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Jesus View of Nature Page 1

Jesus View of Nature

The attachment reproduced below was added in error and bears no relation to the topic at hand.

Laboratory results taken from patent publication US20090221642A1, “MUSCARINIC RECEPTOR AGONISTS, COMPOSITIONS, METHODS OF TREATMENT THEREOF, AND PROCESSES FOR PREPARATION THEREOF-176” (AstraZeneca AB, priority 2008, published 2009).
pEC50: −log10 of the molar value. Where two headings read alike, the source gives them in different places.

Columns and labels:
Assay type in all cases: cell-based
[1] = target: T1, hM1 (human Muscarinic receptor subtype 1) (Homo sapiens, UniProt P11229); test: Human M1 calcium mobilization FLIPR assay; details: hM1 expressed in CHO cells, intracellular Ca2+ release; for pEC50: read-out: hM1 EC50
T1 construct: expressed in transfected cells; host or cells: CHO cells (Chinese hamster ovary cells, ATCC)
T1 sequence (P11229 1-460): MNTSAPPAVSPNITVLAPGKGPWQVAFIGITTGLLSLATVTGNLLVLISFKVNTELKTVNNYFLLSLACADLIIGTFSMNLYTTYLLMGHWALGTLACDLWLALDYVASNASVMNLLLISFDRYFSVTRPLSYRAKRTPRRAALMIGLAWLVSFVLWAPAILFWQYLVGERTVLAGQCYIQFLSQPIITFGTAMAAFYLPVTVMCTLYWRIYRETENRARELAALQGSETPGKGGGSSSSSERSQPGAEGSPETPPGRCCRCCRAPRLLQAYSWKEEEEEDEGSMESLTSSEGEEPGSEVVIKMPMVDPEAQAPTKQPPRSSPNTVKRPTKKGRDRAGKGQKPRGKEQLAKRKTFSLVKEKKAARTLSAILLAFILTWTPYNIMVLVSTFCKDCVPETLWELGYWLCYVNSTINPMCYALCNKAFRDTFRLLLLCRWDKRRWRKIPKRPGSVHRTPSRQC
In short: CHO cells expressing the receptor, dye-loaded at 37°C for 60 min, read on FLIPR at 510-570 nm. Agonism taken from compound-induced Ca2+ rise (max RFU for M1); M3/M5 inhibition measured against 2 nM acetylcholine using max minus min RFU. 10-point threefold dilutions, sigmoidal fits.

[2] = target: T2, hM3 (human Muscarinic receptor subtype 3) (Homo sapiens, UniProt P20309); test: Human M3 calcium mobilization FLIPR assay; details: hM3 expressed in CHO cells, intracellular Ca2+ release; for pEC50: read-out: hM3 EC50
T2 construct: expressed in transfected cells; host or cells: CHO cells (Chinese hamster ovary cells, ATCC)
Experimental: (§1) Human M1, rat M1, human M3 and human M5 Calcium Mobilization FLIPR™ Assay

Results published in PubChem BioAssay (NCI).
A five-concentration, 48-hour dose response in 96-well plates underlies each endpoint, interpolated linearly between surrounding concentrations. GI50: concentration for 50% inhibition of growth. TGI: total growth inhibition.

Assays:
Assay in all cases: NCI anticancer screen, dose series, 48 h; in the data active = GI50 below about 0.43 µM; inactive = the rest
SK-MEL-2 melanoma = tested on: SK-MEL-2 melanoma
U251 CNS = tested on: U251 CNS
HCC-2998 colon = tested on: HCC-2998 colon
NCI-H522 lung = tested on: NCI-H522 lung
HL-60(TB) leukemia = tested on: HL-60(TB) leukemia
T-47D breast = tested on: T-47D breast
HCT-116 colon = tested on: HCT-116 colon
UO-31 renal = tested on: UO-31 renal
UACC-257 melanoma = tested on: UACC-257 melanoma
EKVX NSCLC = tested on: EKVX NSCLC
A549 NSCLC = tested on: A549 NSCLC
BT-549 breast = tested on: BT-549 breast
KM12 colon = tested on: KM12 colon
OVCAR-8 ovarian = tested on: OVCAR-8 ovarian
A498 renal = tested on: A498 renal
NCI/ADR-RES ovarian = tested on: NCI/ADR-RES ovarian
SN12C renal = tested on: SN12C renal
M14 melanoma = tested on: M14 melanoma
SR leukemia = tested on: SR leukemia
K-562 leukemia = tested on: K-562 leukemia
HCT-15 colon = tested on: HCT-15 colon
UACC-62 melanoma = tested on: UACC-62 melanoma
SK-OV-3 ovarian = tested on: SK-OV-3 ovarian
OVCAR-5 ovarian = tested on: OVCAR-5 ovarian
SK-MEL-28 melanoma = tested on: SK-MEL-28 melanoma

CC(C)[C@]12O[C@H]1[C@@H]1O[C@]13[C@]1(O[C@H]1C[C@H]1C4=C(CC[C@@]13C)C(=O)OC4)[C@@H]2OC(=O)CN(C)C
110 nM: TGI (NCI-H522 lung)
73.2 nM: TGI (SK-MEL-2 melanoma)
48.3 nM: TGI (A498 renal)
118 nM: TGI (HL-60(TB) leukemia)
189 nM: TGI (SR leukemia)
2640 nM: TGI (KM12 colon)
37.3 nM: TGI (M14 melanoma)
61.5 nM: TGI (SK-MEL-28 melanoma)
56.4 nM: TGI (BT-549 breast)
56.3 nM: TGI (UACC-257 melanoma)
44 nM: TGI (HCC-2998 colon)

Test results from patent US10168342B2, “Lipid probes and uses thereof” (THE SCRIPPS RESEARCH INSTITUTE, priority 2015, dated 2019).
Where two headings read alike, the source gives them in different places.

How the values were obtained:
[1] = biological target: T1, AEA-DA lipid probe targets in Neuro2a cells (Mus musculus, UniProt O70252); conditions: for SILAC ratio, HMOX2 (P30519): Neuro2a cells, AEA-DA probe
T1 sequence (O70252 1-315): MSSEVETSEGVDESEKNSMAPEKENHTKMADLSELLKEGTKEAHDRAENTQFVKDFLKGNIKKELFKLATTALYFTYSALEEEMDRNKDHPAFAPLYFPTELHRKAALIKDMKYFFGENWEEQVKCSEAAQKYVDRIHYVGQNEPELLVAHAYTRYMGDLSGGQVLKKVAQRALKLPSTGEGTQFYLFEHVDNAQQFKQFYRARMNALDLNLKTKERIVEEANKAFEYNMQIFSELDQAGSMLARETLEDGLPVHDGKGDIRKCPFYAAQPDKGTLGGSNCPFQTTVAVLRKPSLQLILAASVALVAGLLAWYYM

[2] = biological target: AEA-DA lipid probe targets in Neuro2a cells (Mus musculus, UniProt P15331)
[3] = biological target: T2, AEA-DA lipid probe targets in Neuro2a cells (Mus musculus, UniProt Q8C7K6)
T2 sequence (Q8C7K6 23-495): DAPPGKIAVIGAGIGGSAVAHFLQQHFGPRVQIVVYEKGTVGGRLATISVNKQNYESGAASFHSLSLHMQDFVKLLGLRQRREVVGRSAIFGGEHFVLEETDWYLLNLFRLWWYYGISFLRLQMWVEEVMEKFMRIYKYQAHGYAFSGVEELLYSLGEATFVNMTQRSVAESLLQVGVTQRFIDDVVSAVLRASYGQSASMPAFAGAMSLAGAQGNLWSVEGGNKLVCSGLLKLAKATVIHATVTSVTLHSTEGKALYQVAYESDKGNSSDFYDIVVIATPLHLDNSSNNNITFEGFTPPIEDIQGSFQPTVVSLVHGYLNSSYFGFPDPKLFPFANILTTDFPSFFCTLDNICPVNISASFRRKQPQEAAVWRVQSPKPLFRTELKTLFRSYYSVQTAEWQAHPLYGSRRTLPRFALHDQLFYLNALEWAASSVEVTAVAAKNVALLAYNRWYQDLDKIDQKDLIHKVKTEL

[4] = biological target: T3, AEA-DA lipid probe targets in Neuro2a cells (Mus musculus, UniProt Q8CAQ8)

[not final in ERN] Since Jesus stressed the authority of the Hebrew Bible {or scriptures} (which for Christians became the Old Testament) (Matt 5:18), he implicitly affirmed its teachings on nature. He did not rescind the ecological ethics of the Law, although he was less strict about ceremonial laws. All foods are clean and do not defile a person (Mark 7:19). He touched the sick to heal them, rejecting ceremonial uncleanness laws found in the Hebrew Bible (Mark 1:40-45; 5:25-34). Jesus appreciated the beauty of nature (Matt 6:28-29) and showed respect for nature in his parables, which are rich in nature imagery. Through his upbringing in rural Galilee he learned about Gods care for creation by observing fruit trees, flowers, birds and fishermen and by working as a carpenter. Jesus affirmed the scriptures teaching that God created all things (Mark 10:6; 13:19; Matt. 19:4). The world and matter are not eternal (Matt 24:21; 25:34; John 17:24). Nature reflects the activity of God and does not operate independently (Matt. 5:45; 6:26-30; Luke 12:6). God is a loving Father who sustains and cares for all creation. God gives life to all beings (John 5:17, 6:33; Luke 24:38) and provides food for animals, birds and plants (Matt 6:26-30; Luke 12:6). Since he loves all people, he causes the sun to shine and rain to fall on both righteous and wicked people (Matt 5:45; cf. Ps 50:11; 104:14, 17). As Lord of heaven and earth, God is worthy of praise and obedience (Matt 11:25; Luke 10:21). The resurrected Jesus has all authority in heaven and earth (Matt 28:18). Nature provides ethical lessons. Gods provision of sun and rain for the wicked is a model for loving our enemies (Matt 5:44-45). Since God provides for the needs of animals and plants, humans